“Economic long-term scarring” in services will limit pent-up consumer demand and suppress inflation, predicts economist Stephen Roach

Economist Stephen Roach said Monday he believes Wall Street overestimates a consumer comeback.

According to the senior fellow at Yale University, demand will decline like a rubber band later this year as the V-shaped recovery loses momentum.

“With vaccines that are withdrawn from the market along with a lot of impulses, you can feel this immediate satisfaction of a long-deferred pent-up demand,” Roach told CNBC’s “Trading Nation”. “But if I look at the numbers, you know most of that surge has probably already occurred.”

He bases part of his case on the share of consumer goods in GDP data.

“We’re back to the level of consumer goods we haven’t been at for 13 or 14 years,” said Roach. “We’ve largely met the pent-up demand, and it looks like it’s borrowing from the growth that would otherwise have occurred in the second half of this year or early 2022.”

Roach said he doesn’t think more people who get vaccinated will move from spending wildly on furniture and cars to spending wildly on restaurants and theaters.

“These personal activities are still lagging behind in terms of employment and demand,” he said. “Even if we get vaccines, I think there will be some significant long-term scars here … I fear quarters, if not years.”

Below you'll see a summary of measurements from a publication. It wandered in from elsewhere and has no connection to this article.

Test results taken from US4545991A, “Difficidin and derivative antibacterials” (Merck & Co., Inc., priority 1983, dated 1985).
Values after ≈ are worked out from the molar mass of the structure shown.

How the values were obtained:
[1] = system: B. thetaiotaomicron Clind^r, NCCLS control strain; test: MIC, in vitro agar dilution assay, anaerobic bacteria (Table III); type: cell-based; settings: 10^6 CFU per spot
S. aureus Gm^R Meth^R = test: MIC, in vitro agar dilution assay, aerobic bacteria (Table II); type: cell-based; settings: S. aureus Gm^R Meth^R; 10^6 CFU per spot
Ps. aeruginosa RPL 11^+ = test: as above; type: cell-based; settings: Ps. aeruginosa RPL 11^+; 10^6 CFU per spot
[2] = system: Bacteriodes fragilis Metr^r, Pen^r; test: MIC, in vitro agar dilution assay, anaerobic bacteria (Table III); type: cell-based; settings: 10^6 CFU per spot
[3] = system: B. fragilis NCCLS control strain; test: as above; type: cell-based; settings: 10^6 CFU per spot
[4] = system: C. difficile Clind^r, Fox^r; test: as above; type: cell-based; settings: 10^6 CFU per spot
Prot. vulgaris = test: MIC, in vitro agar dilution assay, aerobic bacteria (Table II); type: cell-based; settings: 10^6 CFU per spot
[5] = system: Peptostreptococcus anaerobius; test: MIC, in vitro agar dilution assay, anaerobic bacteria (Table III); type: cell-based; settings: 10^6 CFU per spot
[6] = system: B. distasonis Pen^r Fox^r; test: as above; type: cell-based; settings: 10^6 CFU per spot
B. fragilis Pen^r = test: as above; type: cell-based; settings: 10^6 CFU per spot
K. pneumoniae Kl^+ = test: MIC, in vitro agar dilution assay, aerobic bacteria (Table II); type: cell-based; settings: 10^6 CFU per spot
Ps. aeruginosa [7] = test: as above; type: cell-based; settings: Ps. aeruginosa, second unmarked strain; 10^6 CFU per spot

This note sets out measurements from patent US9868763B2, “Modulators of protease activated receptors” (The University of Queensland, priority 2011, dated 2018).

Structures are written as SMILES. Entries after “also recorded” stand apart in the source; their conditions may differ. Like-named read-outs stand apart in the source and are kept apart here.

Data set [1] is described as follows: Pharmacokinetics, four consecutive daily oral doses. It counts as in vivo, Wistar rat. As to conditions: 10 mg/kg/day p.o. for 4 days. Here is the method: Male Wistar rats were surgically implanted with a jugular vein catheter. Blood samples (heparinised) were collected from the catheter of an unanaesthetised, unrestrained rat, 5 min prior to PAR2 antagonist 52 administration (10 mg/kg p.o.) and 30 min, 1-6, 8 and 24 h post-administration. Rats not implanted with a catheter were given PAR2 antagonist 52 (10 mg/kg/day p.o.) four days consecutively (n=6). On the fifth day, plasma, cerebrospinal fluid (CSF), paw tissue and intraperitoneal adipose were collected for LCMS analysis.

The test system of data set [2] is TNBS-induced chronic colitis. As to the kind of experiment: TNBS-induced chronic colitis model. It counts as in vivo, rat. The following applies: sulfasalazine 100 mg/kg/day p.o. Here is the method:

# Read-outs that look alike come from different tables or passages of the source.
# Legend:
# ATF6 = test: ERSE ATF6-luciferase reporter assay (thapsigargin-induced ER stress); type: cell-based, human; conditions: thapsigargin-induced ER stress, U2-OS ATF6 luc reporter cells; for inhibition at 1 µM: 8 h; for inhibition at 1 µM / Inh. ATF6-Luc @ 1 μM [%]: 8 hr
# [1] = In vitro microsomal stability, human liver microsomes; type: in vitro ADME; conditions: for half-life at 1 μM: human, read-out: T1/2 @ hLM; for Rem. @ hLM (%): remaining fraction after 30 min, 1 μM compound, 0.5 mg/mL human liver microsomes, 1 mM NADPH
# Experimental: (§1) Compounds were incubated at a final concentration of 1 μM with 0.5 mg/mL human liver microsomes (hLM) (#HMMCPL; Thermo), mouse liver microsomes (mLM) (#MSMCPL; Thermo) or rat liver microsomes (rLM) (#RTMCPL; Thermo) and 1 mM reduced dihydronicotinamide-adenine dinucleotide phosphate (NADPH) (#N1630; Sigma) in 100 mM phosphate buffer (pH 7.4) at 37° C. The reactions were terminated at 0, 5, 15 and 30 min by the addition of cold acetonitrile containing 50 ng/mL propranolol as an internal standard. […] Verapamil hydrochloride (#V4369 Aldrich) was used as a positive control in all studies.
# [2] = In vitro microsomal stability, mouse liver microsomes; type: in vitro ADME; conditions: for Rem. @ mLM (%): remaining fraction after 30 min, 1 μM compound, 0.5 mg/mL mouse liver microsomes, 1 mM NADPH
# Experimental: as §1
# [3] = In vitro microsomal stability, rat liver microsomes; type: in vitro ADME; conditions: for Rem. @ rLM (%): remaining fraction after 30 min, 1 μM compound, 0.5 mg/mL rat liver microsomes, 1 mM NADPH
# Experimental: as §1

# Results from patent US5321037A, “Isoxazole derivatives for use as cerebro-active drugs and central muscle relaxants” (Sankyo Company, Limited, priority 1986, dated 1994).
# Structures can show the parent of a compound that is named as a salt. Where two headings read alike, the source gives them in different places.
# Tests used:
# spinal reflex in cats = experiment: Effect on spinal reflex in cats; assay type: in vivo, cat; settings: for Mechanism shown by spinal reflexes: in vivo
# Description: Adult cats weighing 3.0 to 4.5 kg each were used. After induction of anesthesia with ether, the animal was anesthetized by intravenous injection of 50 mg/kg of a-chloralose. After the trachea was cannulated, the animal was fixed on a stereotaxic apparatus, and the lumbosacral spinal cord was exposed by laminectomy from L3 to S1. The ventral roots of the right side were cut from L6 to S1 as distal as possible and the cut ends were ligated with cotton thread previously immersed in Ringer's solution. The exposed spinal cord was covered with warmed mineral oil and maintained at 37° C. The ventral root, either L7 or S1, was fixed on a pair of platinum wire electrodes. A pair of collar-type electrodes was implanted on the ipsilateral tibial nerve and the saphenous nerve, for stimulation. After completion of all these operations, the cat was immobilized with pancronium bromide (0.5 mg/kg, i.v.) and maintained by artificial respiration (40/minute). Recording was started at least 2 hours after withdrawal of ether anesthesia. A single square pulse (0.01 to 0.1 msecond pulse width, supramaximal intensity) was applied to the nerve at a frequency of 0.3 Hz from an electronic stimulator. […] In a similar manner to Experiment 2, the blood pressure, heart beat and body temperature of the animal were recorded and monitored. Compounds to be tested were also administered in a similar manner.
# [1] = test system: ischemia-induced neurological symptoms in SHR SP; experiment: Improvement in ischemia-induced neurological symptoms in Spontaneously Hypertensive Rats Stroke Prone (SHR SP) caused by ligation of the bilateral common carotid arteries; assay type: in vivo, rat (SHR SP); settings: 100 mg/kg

If the pent-up demand collapses, Roach expects inflation fears to decline.

“The supply-demand gap will prevent inflation from rising significantly and sharply,” he said, suggesting that the yield on the benchmark 10-year Treasury note would decrease a few inches.

Roach, who served as chairman of Morgan Stanley Asia during the deadly SARS epidemic in 2003, also sees the weakness of the global economy linked to the supply chain and technological breakthroughs limiting higher prices.

Despite his bullish call for inflation, he still questions the strength of the US recovery. He views the latest stimulus package as a temporary measure as the relief controls do not support organic current income growth.

“It’s going to be very difficult to maintain that V-shaped trajectory that many have relied on,” said Roach.

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